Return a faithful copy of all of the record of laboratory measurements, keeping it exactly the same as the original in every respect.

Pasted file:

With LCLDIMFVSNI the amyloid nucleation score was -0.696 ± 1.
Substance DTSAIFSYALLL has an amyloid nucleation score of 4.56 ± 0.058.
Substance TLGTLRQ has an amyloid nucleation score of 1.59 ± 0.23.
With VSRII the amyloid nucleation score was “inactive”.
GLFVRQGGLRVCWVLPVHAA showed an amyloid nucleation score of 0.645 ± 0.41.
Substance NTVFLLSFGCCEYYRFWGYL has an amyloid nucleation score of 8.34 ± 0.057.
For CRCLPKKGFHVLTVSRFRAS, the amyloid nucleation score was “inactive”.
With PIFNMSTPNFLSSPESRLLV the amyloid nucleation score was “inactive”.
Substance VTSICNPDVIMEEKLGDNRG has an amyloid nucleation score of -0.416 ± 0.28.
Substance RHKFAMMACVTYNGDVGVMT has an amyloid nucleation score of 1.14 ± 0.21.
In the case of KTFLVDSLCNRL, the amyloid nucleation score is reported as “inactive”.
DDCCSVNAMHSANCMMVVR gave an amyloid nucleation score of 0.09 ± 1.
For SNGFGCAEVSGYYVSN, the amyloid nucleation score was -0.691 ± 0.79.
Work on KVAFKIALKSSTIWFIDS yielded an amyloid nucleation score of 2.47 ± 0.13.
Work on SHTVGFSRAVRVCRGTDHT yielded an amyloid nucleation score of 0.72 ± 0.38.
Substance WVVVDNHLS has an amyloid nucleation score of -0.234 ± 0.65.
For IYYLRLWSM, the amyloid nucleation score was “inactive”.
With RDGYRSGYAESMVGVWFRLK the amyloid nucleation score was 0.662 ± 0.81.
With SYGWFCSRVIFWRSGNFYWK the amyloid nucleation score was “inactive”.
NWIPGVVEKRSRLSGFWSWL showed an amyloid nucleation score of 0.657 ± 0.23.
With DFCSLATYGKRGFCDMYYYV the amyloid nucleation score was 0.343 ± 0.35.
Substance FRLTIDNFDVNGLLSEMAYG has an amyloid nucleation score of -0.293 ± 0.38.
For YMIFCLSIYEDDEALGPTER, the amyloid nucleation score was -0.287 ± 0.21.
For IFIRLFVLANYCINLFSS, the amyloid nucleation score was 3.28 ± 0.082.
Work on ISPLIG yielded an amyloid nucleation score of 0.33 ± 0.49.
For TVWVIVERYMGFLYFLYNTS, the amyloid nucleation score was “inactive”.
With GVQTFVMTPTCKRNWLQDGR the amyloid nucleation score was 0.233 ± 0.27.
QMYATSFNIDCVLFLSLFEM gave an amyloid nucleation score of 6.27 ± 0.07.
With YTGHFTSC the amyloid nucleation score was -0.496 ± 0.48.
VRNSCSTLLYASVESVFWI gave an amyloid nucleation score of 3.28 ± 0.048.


With LCLDIMFVSNI the amyloid nucleation score was -0.696 ± 1.
Substance DTSAIFSYALLL has an amyloid nucleation score of 4.56 ± 0.058.
Substance TLGTLRQ has an amyloid nucleation score of 1.59 ± 0.23.
With VSRII the amyloid nucleation score was “inactive”.
GLFVRQGGLRVCWVLPVHAA showed an amyloid nucleation score of 0.645 ± 0.41.
Substance NTVFLLSFGCCEYYRFWGYL has an amyloid nucleation score of 8.34 ± 0.057.
For CRCLPKKGFHVLTVSRFRAS, the amyloid nucleation score was “inactive”.
With PIFNMSTPNFLSSPESRLLV the amyloid nucleation score was “inactive”.
Substance VTSICNPDVIMEEKLGDNRG has an amyloid nucleation score of -0.416 ± 0.28.
Substance RHKFAMMACVTYNGDVGVMT has an amyloid nucleation score of 1.14 ± 0.21.
In the case of KTFLVDSLCNRL, the amyloid nucleation score is reported as “inactive”.
DDCCSVNAMHSANCMMVVR gave an amyloid nucleation score of 0.09 ± 1.
For SNGFGCAEVSGYYVSN, the amyloid nucleation score was -0.691 ± 0.79.
Work on KVAFKIALKSSTIWFIDS yielded an amyloid nucleation score of 2.47 ± 0.13.
Work on SHTVGFSRAVRVCRGTDHT yielded an amyloid nucleation score of 0.72 ± 0.38.
Substance WVVVDNHLS has an amyloid nucleation score of -0.234 ± 0.65.
For IYYLRLWSM, the amyloid nucleation score was “inactive”.
With RDGYRSGYAESMVGVWFRLK the amyloid nucleation score was 0.662 ± 0.81.
With SYGWFCSRVIFWRSGNFYWK the amyloid nucleation score was “inactive”.
NWIPGVVEKRSRLSGFWSWL showed an amyloid nucleation score of 0.657 ± 0.23.
With DFCSLATYGKRGFCDMYYYV the amyloid nucleation score was 0.343 ± 0.35.
Substance FRLTIDNFDVNGLLSEMAYG has an amyloid nucleation score of -0.293 ± 0.38.
For YMIFCLSIYEDDEALGPTER, the amyloid nucleation score was -0.287 ± 0.21.
For IFIRLFVLANYCINLFSS, the amyloid nucleation score was 3.28 ± 0.082.
Work on ISPLIG yielded an amyloid nucleation score of 0.33 ± 0.49.
For TVWVIVERYMGFLYFLYNTS, the amyloid nucleation score was “inactive”.
With GVQTFVMTPTCKRNWLQDGR the amyloid nucleation score was 0.233 ± 0.27.
QMYATSFNIDCVLFLSLFEM gave an amyloid nucleation score of 6.27 ± 0.07.
With YTGHFTSC the amyloid nucleation score was -0.496 ± 0.48.
VRNSCSTLLYASVESVFWI gave an amyloid nucleation score of 3.28 ± 0.048.